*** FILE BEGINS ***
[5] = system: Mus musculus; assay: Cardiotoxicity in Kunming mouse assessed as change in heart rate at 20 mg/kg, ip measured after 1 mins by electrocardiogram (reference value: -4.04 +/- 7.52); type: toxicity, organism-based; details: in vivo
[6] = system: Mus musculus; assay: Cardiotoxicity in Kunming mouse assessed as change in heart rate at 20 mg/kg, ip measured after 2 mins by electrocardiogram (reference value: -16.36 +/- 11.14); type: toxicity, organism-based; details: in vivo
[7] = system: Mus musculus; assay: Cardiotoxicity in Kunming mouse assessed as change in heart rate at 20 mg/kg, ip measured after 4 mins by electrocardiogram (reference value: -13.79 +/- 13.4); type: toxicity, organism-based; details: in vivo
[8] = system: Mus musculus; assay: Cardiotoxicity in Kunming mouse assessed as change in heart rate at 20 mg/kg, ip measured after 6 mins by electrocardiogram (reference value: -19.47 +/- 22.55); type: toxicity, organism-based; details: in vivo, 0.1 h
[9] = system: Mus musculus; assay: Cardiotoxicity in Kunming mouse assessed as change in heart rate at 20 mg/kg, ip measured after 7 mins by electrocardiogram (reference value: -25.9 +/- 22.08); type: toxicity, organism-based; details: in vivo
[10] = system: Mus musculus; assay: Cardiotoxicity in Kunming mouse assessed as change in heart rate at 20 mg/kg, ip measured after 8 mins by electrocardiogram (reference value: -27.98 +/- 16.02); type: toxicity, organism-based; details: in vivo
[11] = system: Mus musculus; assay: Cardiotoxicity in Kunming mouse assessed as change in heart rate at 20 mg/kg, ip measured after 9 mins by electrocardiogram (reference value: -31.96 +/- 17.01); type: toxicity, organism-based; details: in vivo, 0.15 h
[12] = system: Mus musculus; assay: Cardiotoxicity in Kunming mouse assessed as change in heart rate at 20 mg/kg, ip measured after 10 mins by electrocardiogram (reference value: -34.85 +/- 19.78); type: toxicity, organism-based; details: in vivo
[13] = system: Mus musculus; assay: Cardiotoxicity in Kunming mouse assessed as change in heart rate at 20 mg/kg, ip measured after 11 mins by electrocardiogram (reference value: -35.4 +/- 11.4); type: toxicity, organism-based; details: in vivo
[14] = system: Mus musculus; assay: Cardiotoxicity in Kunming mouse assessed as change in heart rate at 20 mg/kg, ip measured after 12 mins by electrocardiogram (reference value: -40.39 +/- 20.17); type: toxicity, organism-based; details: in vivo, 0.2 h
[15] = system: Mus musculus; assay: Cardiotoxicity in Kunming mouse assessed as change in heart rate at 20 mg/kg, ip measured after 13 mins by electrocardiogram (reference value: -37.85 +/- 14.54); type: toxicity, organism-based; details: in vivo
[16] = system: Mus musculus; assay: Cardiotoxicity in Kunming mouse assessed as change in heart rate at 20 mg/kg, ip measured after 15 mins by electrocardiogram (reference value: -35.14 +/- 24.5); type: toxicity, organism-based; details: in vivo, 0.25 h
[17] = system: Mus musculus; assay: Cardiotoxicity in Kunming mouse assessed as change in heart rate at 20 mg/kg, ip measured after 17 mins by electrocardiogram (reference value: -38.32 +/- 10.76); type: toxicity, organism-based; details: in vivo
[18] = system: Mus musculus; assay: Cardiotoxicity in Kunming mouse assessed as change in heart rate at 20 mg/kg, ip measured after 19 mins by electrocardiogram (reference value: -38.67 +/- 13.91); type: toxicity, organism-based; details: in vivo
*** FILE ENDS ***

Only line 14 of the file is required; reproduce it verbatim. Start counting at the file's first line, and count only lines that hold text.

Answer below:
[18] = system: Mus musculus; assay: Cardiotoxicity in Kunming mouse assessed as change in heart rate at 20 mg/kg, ip measured after 19 mins by electrocardiogram (reference value: -38.67 +/- 13.91); type: toxicity, organism-based; details: in vivo